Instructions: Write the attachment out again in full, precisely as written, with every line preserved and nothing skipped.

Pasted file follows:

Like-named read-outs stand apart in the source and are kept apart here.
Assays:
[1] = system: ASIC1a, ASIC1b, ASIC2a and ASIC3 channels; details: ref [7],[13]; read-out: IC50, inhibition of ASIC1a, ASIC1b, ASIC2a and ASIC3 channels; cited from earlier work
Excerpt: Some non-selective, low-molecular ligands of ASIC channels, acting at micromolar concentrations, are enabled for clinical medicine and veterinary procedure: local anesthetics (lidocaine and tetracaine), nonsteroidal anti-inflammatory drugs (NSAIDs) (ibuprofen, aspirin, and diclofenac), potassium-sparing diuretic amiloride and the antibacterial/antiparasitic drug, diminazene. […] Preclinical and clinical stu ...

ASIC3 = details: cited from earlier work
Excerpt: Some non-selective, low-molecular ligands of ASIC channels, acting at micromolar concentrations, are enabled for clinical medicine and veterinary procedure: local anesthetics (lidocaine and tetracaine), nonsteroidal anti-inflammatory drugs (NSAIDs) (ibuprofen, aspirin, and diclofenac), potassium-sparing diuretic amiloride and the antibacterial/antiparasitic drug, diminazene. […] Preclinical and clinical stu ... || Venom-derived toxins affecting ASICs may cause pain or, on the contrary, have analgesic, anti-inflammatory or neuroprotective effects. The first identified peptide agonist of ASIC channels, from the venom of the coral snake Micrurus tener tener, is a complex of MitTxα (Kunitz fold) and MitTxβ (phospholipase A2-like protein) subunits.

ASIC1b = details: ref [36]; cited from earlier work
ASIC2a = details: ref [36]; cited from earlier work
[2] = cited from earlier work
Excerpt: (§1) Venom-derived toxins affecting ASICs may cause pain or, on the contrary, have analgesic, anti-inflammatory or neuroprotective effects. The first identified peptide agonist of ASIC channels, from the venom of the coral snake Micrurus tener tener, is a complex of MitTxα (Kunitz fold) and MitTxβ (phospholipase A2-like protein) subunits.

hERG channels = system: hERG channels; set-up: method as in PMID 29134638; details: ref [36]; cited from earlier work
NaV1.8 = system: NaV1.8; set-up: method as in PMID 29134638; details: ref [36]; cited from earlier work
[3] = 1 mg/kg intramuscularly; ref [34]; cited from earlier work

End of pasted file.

Like-named read-outs stand apart in the source and are kept apart here.
Assays:
[1] = system: ASIC1a, ASIC1b, ASIC2a and ASIC3 channels; details: ref [7],[13]; read-out: IC50, inhibition of ASIC1a, ASIC1b, ASIC2a and ASIC3 channels; cited from earlier work
Excerpt: Some non-selective, low-molecular ligands of ASIC channels, acting at micromolar concentrations, are enabled for clinical medicine and veterinary procedure: local anesthetics (lidocaine and tetracaine), nonsteroidal anti-inflammatory drugs (NSAIDs) (ibuprofen, aspirin, and diclofenac), potassium-sparing diuretic amiloride and the antibacterial/antiparasitic drug, diminazene. […] Preclinical and clinical stu ...

ASIC3 = details: cited from earlier work
Excerpt: Some non-selective, low-molecular ligands of ASIC channels, acting at micromolar concentrations, are enabled for clinical medicine and veterinary procedure: local anesthetics (lidocaine and tetracaine), nonsteroidal anti-inflammatory drugs (NSAIDs) (ibuprofen, aspirin, and diclofenac), potassium-sparing diuretic amiloride and the antibacterial/antiparasitic drug, diminazene. […] Preclinical and clinical stu ... || Venom-derived toxins affecting ASICs may cause pain or, on the contrary, have analgesic, anti-inflammatory or neuroprotective effects. The first identified peptide agonist of ASIC channels, from the venom of the coral snake Micrurus tener tener, is a complex of MitTxα (Kunitz fold) and MitTxβ (phospholipase A2-like protein) subunits.

ASIC1b = details: ref [36]; cited from earlier work
ASIC2a = details: ref [36]; cited from earlier work
[2] = cited from earlier work
Excerpt: (§1) Venom-derived toxins affecting ASICs may cause pain or, on the contrary, have analgesic, anti-inflammatory or neuroprotective effects. The first identified peptide agonist of ASIC channels, from the venom of the coral snake Micrurus tener tener, is a complex of MitTxα (Kunitz fold) and MitTxβ (phospholipase A2-like protein) subunits.

hERG channels = system: hERG channels; set-up: method as in PMID 29134638; details: ref [36]; cited from earlier work
NaV1.8 = system: NaV1.8; set-up: method as in PMID 29134638; details: ref [36]; cited from earlier work
[3] = 1 mg/kg intramuscularly; ref [34]; cited from earlier work